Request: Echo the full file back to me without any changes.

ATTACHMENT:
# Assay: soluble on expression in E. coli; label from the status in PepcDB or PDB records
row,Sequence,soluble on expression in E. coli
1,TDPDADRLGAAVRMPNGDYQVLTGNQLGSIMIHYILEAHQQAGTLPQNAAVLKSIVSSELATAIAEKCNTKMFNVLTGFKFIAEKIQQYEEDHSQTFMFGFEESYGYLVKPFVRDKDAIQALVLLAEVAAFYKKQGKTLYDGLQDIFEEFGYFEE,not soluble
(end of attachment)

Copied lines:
# Assay: soluble on expression in E. coli; label from the status in PepcDB or PDB records
row,Sequence,soluble on expression in E. coli
1,TDPDADRLGAAVRMPNGDYQVLTGNQLGSIMIHYILEAHQQAGTLPQNAAVLKSIVSSELATAIAEKCNTKMFNVLTGFKFIAEKIQQYEEDHSQTFMFGFEESYGYLVKPFVRDKDAIQALVLLAEVAAFYKKQGKTLYDGLQDIFEEFGYFEE,not soluble